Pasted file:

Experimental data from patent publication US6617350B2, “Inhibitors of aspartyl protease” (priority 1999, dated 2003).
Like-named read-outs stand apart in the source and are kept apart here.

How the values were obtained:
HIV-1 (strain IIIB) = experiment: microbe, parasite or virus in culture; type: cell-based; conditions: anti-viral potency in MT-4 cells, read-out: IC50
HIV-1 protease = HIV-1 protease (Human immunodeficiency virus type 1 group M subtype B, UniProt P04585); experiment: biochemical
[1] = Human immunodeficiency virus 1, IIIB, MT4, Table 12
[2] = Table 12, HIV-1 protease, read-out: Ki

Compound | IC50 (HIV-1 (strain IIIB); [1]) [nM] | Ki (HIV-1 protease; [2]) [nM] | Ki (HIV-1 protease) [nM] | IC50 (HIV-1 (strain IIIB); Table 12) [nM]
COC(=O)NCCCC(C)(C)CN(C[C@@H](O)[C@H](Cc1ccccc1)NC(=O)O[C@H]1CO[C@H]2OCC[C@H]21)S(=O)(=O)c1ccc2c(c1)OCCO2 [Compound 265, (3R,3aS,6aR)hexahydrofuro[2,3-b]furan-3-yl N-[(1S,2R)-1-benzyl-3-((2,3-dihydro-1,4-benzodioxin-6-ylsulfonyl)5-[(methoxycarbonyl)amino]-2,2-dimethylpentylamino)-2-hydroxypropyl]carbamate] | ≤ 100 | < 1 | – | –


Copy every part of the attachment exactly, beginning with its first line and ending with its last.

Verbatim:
Experimental data from patent publication US6617350B2, “Inhibitors of aspartyl protease” (priority 1999, dated 2003).
Like-named read-outs stand apart in the source and are kept apart here.

How the values were obtained:
HIV-1 (strain IIIB) = experiment: microbe, parasite or virus in culture; type: cell-based; conditions: anti-viral potency in MT-4 cells, read-out: IC50
HIV-1 protease = HIV-1 protease (Human immunodeficiency virus type 1 group M subtype B, UniProt P04585); experiment: biochemical
[1] = Human immunodeficiency virus 1, IIIB, MT4, Table 12
[2] = Table 12, HIV-1 protease, read-out: Ki

Compound | IC50 (HIV-1 (strain IIIB); [1]) [nM] | Ki (HIV-1 protease; [2]) [nM] | Ki (HIV-1 protease) [nM] | IC50 (HIV-1 (strain IIIB); Table 12) [nM]
COC(=O)NCCCC(C)(C)CN(C[C@@H](O)[C@H](Cc1ccccc1)NC(=O)O[C@H]1CO[C@H]2OCC[C@H]21)S(=O)(=O)c1ccc2c(c1)OCCO2 [Compound 265, (3R,3aS,6aR)hexahydrofuro[2,3-b]furan-3-yl N-[(1S,2R)-1-benzyl-3-((2,3-dihydro-1,4-benzodioxin-6-ylsulfonyl)5-[(methoxycarbonyl)amino]-2,2-dimethylpentylamino)-2-hydroxypropyl]carbamate] | ≤ 100 | < 1 | – | –